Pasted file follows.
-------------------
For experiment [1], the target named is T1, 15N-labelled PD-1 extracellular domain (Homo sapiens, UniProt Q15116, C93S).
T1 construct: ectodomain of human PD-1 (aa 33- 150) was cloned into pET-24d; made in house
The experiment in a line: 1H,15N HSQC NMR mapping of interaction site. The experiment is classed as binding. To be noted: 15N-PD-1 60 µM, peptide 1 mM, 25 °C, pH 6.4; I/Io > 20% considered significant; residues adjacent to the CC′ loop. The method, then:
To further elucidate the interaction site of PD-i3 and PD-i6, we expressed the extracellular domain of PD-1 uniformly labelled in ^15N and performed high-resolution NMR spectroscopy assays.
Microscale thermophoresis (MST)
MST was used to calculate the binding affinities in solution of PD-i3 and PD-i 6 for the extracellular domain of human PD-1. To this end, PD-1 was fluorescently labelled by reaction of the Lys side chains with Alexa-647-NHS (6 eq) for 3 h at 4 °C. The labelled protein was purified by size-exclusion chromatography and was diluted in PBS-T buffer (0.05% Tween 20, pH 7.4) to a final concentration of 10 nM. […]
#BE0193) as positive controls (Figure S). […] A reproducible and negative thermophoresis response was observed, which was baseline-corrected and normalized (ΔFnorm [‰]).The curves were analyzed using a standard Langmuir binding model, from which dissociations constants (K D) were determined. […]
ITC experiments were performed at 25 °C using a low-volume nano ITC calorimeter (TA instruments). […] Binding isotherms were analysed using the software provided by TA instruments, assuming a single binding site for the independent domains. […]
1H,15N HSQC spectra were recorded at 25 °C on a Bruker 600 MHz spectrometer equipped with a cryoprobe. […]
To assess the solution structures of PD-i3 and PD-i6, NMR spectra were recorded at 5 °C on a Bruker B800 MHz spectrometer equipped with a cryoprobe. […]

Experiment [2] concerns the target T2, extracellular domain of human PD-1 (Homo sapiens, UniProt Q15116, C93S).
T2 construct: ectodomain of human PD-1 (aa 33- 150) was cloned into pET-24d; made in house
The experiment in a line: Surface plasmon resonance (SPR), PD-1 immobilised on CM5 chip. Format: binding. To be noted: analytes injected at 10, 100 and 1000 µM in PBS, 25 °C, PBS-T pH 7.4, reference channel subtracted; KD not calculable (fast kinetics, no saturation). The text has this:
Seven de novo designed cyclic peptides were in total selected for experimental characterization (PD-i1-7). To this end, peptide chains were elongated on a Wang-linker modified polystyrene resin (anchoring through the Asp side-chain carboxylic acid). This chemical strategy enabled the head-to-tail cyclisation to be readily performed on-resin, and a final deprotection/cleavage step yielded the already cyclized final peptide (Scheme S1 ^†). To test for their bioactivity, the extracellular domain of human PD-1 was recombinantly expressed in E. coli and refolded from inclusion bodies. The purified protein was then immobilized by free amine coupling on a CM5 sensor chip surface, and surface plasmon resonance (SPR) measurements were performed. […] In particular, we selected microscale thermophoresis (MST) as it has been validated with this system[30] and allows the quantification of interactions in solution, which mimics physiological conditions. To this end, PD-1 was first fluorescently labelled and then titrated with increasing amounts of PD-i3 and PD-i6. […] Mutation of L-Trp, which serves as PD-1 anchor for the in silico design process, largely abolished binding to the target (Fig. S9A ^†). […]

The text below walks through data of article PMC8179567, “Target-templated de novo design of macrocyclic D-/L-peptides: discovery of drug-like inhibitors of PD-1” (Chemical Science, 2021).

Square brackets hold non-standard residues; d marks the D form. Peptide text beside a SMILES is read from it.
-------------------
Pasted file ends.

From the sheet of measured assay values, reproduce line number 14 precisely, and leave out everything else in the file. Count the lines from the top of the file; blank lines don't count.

Seven de novo designed cyclic peptides were in total selected for experimental characterization (PD-i1-7). To this end, peptide chains were elongated on a Wang-linker modified polystyrene resin (anchoring through the Asp side-chain carboxylic acid). This chemical strategy enabled the head-to-tail cyclisation to be readily performed on-resin, and a final deprotection/cleavage step yielded the already cyclized final peptide (Scheme S1 ^†). To test for their bioactivity, the extracellular domain of human PD-1 was recombinantly expressed in E. coli and refolded from inclusion bodies. The purified protein was then immobilized by free amine coupling on a CM5 sensor chip surface, and surface plasmon resonance (SPR) measurements were performed. […] In particular, we selected microscale thermophoresis (MST) as it has been validated with this system[30] and allows the quantification of interactions in solution, which mimics physiological conditions. To this end, PD-1 was first fluorescently labelled and then titrated with increasing amounts of PD-i3 and PD-i6. […] Mutation of L-Trp, which serves as PD-1 anchor for the in silico design process, largely abolished binding to the target (Fig. S9A ^†). […]